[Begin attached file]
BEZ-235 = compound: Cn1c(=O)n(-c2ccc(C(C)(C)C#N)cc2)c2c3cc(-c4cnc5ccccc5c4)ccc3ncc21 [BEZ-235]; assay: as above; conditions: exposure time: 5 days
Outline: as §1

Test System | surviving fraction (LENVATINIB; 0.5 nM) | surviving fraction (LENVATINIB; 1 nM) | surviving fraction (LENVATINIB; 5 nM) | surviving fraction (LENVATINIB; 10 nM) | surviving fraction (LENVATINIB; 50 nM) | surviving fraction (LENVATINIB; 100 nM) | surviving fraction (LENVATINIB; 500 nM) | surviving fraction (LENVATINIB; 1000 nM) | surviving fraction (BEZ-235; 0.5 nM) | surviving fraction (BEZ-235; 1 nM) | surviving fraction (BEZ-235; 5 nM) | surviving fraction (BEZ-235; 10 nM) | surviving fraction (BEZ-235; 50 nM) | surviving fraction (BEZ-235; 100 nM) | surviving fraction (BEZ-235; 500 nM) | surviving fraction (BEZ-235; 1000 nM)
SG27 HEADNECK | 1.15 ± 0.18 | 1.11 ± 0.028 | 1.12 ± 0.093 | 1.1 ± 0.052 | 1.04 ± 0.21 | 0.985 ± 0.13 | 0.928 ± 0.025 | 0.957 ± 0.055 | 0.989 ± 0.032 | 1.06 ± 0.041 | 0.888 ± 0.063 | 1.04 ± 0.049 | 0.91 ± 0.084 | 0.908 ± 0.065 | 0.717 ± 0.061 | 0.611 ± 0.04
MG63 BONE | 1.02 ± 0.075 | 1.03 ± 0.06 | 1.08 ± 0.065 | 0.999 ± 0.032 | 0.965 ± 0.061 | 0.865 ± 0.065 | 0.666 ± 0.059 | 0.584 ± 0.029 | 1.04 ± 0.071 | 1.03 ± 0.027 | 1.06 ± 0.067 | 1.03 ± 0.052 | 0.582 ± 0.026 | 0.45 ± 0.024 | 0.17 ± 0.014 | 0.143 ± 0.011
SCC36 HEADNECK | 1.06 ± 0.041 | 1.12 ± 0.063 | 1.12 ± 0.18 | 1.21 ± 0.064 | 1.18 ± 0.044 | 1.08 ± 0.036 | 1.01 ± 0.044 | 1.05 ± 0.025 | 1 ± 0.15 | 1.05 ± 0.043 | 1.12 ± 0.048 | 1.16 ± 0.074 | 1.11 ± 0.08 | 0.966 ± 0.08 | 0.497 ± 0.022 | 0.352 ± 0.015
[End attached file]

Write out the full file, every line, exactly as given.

BEZ-235 = compound: Cn1c(=O)n(-c2ccc(C(C)(C)C#N)cc2)c2c3cc(-c4cnc5ccccc5c4)ccc3ncc21 [BEZ-235]; assay: as above; conditions: exposure time: 5 days
Outline: as §1

Test System | surviving fraction (LENVATINIB; 0.5 nM) | surviving fraction (LENVATINIB; 1 nM) | surviving fraction (LENVATINIB; 5 nM) | surviving fraction (LENVATINIB; 10 nM) | surviving fraction (LENVATINIB; 50 nM) | surviving fraction (LENVATINIB; 100 nM) | surviving fraction (LENVATINIB; 500 nM) | surviving fraction (LENVATINIB; 1000 nM) | surviving fraction (BEZ-235; 0.5 nM) | surviving fraction (BEZ-235; 1 nM) | surviving fraction (BEZ-235; 5 nM) | surviving fraction (BEZ-235; 10 nM) | surviving fraction (BEZ-235; 50 nM) | surviving fraction (BEZ-235; 100 nM) | surviving fraction (BEZ-235; 500 nM) | surviving fraction (BEZ-235; 1000 nM)
SG27 HEADNECK | 1.15 ± 0.18 | 1.11 ± 0.028 | 1.12 ± 0.093 | 1.1 ± 0.052 | 1.04 ± 0.21 | 0.985 ± 0.13 | 0.928 ± 0.025 | 0.957 ± 0.055 | 0.989 ± 0.032 | 1.06 ± 0.041 | 0.888 ± 0.063 | 1.04 ± 0.049 | 0.91 ± 0.084 | 0.908 ± 0.065 | 0.717 ± 0.061 | 0.611 ± 0.04
MG63 BONE | 1.02 ± 0.075 | 1.03 ± 0.06 | 1.08 ± 0.065 | 0.999 ± 0.032 | 0.965 ± 0.061 | 0.865 ± 0.065 | 0.666 ± 0.059 | 0.584 ± 0.029 | 1.04 ± 0.071 | 1.03 ± 0.027 | 1.06 ± 0.067 | 1.03 ± 0.052 | 0.582 ± 0.026 | 0.45 ± 0.024 | 0.17 ± 0.014 | 0.143 ± 0.011
SCC36 HEADNECK | 1.06 ± 0.041 | 1.12 ± 0.063 | 1.12 ± 0.18 | 1.21 ± 0.064 | 1.18 ± 0.044 | 1.08 ± 0.036 | 1.01 ± 0.044 | 1.05 ± 0.025 | 1 ± 0.15 | 1.05 ± 0.043 | 1.12 ± 0.048 | 1.16 ± 0.074 | 1.11 ± 0.08 | 0.966 ± 0.08 | 0.497 ± 0.022 | 0.352 ± 0.015